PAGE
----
How Bitcoin Has Disrupted Every Central Bank

What are crypto currencies? What is Bitcoin?

In short, Bitcoin is an electronic currency with a finite and defined money supply that uses an open ledger on a global, decentralized network. This means all transactions that occur are public and confirmed on a network of “mines” and “nodes”. This network – or blockchain – of millions of computers exist in diverse places from massive “mining farms” to personal computers in apartment closets. These computers are incentivized to confirm transactions by receiving a small fee, and by randomly generating new currency while confirming current transactions. This is how new Bitcoin enters the market- by generating new coins as it processes current transactions. Currently there are over 16 million Bitcoins in existence; however, there will only ever be 21 million Bitcoins total. The amount of Bitcoins entering the market has been decreasing and will continue to diminish. With rewards for mining Bitcoin halving every 4 years, it is predicted that the last Bitcoin will be mined in the year 2140. With no “federal reserve bank” to control the money supply, there is no monetary policy that can be manipulated or controlled to give one user of this currency an advantage over another.
This lack of a central bank is a very important factor for some Bitcoin users and somewhat irrelevant to others. What is interesting about this lack of a central bank is that no one can inflate, or hyperinflate the money supply. This is advantageous to parts of the world where inflation, money controls, and bank withdrawal limits hurt consumers and workers- especially those with limited access to banking. We saw this recently in Greece and Cyprus, where the government placed limits on a number of Euros individuals could withdraw per day from ATMs while branches were closed. In India, when the government eliminated all high denomination bills, families who could not reach a bank branch saw their savings turned into worthless pieces of paper.

In Venezuela, with a currency dependent on the declining cost of oil, hyperinflation caused financial ruin, economic panic, and social unrest. In all of these cases, some people turned to Bitcoin as a safe place to store their hard-earned money. While the number of people who used Bitcoin as a safe alternative was relatively small compared to the population as a whole, as this technology evolves and becomes more accessible, users will have more opportunities to protect themselves from future financial crises. This is important to note: the greatest future success stories of this currency, and similar currencies, will likely occur outside of the United States. Another popular feature of Bitcoin is that it stores your currency using cryptography by generating public and private “keys” for your money. For example, if you purchase 1 Bitcoin (or half a bitcoin or .00001 bitcoins), the blockchain generates one of each key to represent your purchase. The public key is represented on the public ledger, whereas the owner of the Bitcoin only knows their private key. Think of the public key as the key to your house, and the private key as your title. You can give the key to your house to someone so they can look around, but they do not own the house until you transfer the title.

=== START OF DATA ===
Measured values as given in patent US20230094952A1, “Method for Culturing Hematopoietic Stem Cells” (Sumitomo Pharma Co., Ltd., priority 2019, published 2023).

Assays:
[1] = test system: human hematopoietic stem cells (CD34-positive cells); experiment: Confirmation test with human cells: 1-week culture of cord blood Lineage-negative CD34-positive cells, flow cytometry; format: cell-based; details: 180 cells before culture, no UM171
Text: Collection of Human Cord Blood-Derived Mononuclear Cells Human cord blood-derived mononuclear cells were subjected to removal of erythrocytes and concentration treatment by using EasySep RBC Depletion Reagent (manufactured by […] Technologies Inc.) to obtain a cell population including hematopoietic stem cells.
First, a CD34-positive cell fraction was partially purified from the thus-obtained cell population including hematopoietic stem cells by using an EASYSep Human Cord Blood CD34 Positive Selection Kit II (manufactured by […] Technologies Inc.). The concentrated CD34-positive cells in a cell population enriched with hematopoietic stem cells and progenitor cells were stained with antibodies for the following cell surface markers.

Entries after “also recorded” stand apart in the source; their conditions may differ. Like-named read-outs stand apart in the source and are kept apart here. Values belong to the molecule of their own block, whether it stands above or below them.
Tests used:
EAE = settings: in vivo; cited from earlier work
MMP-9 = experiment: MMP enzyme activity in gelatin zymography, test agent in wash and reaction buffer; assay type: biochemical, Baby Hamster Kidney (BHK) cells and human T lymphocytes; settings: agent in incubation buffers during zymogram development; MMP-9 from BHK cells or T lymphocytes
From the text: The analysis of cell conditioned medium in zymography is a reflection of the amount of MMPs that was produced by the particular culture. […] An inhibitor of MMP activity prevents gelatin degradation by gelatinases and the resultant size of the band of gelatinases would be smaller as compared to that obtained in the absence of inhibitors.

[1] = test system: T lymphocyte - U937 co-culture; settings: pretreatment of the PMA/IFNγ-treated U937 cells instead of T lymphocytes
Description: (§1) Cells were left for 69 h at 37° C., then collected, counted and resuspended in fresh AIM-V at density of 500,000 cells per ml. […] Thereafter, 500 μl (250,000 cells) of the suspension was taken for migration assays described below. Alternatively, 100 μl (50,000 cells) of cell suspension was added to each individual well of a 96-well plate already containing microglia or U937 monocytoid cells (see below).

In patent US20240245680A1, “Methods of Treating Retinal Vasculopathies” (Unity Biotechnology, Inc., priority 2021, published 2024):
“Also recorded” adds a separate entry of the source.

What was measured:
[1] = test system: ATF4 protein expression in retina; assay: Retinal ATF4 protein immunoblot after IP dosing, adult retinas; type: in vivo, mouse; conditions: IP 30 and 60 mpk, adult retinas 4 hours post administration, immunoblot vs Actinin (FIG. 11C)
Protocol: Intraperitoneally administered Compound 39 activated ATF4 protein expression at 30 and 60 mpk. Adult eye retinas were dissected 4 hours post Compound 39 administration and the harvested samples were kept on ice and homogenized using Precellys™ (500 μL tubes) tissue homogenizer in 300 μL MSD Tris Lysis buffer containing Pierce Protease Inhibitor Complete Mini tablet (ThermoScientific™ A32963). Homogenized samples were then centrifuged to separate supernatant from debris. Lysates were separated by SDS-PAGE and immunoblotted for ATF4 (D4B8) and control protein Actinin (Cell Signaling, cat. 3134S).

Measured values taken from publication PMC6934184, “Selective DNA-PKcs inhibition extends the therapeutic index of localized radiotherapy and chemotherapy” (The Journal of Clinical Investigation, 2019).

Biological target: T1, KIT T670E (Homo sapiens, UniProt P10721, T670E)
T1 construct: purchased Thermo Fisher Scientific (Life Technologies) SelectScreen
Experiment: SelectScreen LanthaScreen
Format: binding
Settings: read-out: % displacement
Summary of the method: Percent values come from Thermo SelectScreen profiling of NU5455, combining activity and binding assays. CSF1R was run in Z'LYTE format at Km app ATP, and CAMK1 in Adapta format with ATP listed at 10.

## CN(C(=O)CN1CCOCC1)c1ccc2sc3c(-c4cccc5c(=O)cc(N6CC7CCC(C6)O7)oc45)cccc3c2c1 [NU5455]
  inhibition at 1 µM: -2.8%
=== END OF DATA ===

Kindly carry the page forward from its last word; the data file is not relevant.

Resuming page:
This may sound confusing but I can assure you, it is far easier than explaining how central banks generate and circulate currency, let alone how money moves between bank accounts! Unlike your bank account or your atm card, the cryptography behind these keys makes it impossible for your money to get stolen – unless you give someone else your keys. When you hear about people losing their BTC, it is because their money was stored on an account where their private keys were shared. This most famously occurred when an early Bitcoin exchange – Mt. Gox – was hacked. It is important to keep in mind that Bitcoin, unlike many currencies, whose smallest denomination is .01 (or with currencies like the Chinese Yuan or Japanese Yen, 1), is divisible to one hundred millionth of a BTC (or .00000001 BTC). One hundred millionth BTC is called a “Satoshi” – named after the unknown creator (or creators) of Bitcoin who went by the name “Satoshi Nakomoto.” This means that you can buy and use miniscule amounts of Bitcoin and other currencies for your transactions. This also means that its price is relative. As demand for BTC increases, and supply – as previously stated – is predictable and diminishing, the price of Bitcoin remains relative, so there is still an opportunity to make a profit, as even small amounts may see modest and beneficial increases in value.

While Bitcoin was the first currency to use both cryptography and a decentralized blockchain, there are hundreds, maybe even thousands of other electronic currencies that use some of these ideas behind bitcoin. It is important to note that these “cryptos” have varying degrees of decentralization, as not all are true blockchains. Depending on how much you value decentralization, this may or may not be a good thing.

Other cryptocurrencies – often referred to as “alt coins” or “alts”- have developed functionality that goes beyond that of a currency. Many of these alts have commercial, financial, and technological components. While many of these alts and their ideas are exciting, others are simply cashing in on a new fad. Remember: crypto currencies are simply that – just currencies, NOT shares. When a software company develops an in-house currency, the value of that often-speculative currency does not mean you have any equity in the company, nor does it mean that you are entitled to any of that company’s profits. When evaluating an altcoin, it is important to think about how the currency is integrated into the technology. This is especially important when reading about “ICO’s” or “Initial Coin Offerings”.

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